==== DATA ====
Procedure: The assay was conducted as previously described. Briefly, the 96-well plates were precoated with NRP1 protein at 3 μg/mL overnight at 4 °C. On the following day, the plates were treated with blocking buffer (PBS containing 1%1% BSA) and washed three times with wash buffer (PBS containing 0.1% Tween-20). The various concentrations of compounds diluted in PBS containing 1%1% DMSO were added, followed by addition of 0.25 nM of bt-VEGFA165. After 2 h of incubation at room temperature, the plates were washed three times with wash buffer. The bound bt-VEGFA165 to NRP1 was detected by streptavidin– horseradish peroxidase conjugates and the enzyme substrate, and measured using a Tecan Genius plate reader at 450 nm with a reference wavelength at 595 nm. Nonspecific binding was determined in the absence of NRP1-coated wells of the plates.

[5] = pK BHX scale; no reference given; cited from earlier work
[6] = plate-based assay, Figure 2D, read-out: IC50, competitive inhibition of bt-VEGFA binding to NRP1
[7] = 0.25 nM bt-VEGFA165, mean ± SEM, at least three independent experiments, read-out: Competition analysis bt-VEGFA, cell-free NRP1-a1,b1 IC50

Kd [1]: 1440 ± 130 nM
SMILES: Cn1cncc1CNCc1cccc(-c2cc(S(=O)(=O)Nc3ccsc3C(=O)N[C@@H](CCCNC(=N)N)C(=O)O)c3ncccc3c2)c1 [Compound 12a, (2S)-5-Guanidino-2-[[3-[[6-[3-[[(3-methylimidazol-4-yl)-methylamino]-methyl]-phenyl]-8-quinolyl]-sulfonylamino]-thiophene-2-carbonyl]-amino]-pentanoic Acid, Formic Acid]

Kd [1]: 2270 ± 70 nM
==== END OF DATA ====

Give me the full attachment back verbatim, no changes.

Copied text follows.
Procedure: The assay was conducted as previously described. Briefly, the 96-well plates were precoated with NRP1 protein at 3 μg/mL overnight at 4 °C. On the following day, the plates were treated with blocking buffer (PBS containing 1%1% BSA) and washed three times with wash buffer (PBS containing 0.1% Tween-20). The various concentrations of compounds diluted in PBS containing 1%1% DMSO were added, followed by addition of 0.25 nM of bt-VEGFA165. After 2 h of incubation at room temperature, the plates were washed three times with wash buffer. The bound bt-VEGFA165 to NRP1 was detected by streptavidin– horseradish peroxidase conjugates and the enzyme substrate, and measured using a Tecan Genius plate reader at 450 nm with a reference wavelength at 595 nm. Nonspecific binding was determined in the absence of NRP1-coated wells of the plates.

[5] = pK BHX scale; no reference given; cited from earlier work
[6] = plate-based assay, Figure 2D, read-out: IC50, competitive inhibition of bt-VEGFA binding to NRP1
[7] = 0.25 nM bt-VEGFA165, mean ± SEM, at least three independent experiments, read-out: Competition analysis bt-VEGFA, cell-free NRP1-a1,b1 IC50

Kd [1]: 1440 ± 130 nM
SMILES: Cn1cncc1CNCc1cccc(-c2cc(S(=O)(=O)Nc3ccsc3C(=O)N[C@@H](CCCNC(=N)N)C(=O)O)c3ncccc3c2)c1 [Compound 12a, (2S)-5-Guanidino-2-[[3-[[6-[3-[[(3-methylimidazol-4-yl)-methylamino]-methyl]-phenyl]-8-quinolyl]-sulfonylamino]-thiophene-2-carbonyl]-amino]-pentanoic Acid, Formic Acid]

Kd [1]: 2270 ± 70 nM